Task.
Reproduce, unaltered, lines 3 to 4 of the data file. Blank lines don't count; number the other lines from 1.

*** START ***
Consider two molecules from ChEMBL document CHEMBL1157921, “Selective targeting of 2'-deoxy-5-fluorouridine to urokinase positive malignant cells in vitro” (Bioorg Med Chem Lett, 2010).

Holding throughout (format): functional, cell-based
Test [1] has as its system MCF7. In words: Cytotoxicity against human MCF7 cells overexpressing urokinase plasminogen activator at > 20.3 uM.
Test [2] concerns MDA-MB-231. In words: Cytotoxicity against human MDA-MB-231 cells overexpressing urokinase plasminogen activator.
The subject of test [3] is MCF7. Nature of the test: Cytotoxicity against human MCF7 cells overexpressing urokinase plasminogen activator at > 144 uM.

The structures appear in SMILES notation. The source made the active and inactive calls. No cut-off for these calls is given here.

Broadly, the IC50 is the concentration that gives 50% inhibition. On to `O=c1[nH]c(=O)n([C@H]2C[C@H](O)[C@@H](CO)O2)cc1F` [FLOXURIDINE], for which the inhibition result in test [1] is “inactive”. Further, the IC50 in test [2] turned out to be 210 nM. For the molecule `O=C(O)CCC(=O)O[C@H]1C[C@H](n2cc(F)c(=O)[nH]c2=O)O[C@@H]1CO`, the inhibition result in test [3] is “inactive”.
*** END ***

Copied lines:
Test [1] has as its system MCF7. In words: Cytotoxicity against human MCF7 cells overexpressing urokinase plasminogen activator at > 20.3 uM.
Test [2] concerns MDA-MB-231. In words: Cytotoxicity against human MDA-MB-231 cells overexpressing urokinase plasminogen activator.